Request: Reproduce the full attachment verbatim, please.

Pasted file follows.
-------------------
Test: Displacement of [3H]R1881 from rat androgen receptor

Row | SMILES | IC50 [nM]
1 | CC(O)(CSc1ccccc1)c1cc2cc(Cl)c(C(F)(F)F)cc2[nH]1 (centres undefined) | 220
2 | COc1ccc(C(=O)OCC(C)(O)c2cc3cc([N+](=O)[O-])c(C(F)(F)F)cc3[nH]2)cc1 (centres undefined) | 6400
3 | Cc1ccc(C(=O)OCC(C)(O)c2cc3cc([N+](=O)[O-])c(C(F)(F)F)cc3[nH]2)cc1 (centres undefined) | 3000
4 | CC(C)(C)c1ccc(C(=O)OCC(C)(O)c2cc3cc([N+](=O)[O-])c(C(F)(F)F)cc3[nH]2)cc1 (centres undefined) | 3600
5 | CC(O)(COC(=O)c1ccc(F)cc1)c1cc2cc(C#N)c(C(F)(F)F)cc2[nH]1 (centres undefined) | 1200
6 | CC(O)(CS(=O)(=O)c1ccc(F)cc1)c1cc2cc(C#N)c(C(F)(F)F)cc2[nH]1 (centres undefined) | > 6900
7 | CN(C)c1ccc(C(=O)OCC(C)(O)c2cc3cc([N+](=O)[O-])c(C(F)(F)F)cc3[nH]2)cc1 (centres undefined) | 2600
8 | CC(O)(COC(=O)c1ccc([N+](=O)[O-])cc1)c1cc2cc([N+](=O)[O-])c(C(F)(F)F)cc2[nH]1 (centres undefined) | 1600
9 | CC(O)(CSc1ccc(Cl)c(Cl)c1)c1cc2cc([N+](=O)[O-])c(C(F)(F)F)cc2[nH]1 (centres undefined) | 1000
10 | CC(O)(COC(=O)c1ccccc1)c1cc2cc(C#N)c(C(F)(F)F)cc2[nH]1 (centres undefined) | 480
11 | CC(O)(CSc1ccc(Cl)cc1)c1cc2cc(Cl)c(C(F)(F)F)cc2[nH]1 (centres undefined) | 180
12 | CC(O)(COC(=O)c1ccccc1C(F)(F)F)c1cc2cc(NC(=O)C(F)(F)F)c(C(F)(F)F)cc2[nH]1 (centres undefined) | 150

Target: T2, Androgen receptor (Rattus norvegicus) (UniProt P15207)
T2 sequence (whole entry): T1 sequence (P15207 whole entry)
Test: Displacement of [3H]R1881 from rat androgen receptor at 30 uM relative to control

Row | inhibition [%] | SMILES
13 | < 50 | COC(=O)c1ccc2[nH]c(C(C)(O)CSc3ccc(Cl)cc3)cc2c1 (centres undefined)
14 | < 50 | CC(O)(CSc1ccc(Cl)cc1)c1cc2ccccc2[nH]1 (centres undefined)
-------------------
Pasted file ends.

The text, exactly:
Test: Displacement of [3H]R1881 from rat androgen receptor

Row | SMILES | IC50 [nM]
1 | CC(O)(CSc1ccccc1)c1cc2cc(Cl)c(C(F)(F)F)cc2[nH]1 (centres undefined) | 220
2 | COc1ccc(C(=O)OCC(C)(O)c2cc3cc([N+](=O)[O-])c(C(F)(F)F)cc3[nH]2)cc1 (centres undefined) | 6400
3 | Cc1ccc(C(=O)OCC(C)(O)c2cc3cc([N+](=O)[O-])c(C(F)(F)F)cc3[nH]2)cc1 (centres undefined) | 3000
4 | CC(C)(C)c1ccc(C(=O)OCC(C)(O)c2cc3cc([N+](=O)[O-])c(C(F)(F)F)cc3[nH]2)cc1 (centres undefined) | 3600
5 | CC(O)(COC(=O)c1ccc(F)cc1)c1cc2cc(C#N)c(C(F)(F)F)cc2[nH]1 (centres undefined) | 1200
6 | CC(O)(CS(=O)(=O)c1ccc(F)cc1)c1cc2cc(C#N)c(C(F)(F)F)cc2[nH]1 (centres undefined) | > 6900
7 | CN(C)c1ccc(C(=O)OCC(C)(O)c2cc3cc([N+](=O)[O-])c(C(F)(F)F)cc3[nH]2)cc1 (centres undefined) | 2600
8 | CC(O)(COC(=O)c1ccc([N+](=O)[O-])cc1)c1cc2cc([N+](=O)[O-])c(C(F)(F)F)cc2[nH]1 (centres undefined) | 1600
9 | CC(O)(CSc1ccc(Cl)c(Cl)c1)c1cc2cc([N+](=O)[O-])c(C(F)(F)F)cc2[nH]1 (centres undefined) | 1000
10 | CC(O)(COC(=O)c1ccccc1)c1cc2cc(C#N)c(C(F)(F)F)cc2[nH]1 (centres undefined) | 480
11 | CC(O)(CSc1ccc(Cl)cc1)c1cc2cc(Cl)c(C(F)(F)F)cc2[nH]1 (centres undefined) | 180
12 | CC(O)(COC(=O)c1ccccc1C(F)(F)F)c1cc2cc(NC(=O)C(F)(F)F)c(C(F)(F)F)cc2[nH]1 (centres undefined) | 150

Target: T2, Androgen receptor (Rattus norvegicus) (UniProt P15207)
T2 sequence (whole entry): T1 sequence (P15207 whole entry)
Test: Displacement of [3H]R1881 from rat androgen receptor at 30 uM relative to control

Row | inhibition [%] | SMILES
13 | < 50 | COC(=O)c1ccc2[nH]c(C(C)(O)CSc3ccc(Cl)cc3)cc2c1 (centres undefined)
14 | < 50 | CC(O)(CSc1ccc(Cl)cc1)c1cc2ccccc2[nH]1 (centres undefined)